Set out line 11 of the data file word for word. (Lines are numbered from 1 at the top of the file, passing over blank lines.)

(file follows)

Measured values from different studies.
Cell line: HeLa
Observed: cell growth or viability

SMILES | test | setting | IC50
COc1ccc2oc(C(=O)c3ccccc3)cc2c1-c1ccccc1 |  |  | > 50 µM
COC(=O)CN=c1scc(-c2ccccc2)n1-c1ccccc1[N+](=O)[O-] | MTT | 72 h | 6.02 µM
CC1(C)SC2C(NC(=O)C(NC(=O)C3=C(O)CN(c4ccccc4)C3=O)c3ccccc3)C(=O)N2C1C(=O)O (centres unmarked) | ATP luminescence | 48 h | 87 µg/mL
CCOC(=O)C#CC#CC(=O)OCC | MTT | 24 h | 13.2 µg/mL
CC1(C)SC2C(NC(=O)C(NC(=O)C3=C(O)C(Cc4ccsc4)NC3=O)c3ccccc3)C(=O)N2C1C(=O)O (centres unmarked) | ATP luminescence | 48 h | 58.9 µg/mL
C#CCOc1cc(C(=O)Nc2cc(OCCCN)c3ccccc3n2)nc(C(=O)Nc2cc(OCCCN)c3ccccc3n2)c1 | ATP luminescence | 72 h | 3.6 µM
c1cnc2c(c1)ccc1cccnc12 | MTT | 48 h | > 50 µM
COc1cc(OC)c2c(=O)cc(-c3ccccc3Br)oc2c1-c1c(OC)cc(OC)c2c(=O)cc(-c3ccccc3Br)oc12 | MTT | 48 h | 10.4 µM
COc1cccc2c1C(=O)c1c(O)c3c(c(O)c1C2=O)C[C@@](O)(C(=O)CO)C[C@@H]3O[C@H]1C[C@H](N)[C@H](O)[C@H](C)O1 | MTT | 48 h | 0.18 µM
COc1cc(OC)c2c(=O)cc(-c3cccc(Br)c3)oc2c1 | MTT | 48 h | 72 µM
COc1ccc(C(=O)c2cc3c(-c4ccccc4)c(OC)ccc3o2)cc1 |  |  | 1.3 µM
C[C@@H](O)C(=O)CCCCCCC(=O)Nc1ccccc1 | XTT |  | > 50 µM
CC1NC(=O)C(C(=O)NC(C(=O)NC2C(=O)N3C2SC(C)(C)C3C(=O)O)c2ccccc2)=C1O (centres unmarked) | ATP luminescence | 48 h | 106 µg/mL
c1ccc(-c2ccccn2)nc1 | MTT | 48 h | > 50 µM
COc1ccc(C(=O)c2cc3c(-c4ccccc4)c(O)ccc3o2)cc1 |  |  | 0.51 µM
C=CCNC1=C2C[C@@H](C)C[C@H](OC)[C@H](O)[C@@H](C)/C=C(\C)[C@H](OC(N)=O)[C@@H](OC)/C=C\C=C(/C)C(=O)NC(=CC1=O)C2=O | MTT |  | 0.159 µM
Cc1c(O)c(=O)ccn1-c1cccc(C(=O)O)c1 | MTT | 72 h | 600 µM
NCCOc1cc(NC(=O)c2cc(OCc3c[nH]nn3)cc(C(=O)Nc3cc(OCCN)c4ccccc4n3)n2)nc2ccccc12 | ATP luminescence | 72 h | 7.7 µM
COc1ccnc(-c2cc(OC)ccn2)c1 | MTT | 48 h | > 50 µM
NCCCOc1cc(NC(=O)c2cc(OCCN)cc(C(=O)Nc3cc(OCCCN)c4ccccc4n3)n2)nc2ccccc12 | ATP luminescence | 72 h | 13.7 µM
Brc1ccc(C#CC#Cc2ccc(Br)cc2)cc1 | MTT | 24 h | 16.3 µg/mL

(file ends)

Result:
c1cnc2c(c1)ccc1cccnc12 | MTT | 48 h | > 50 µM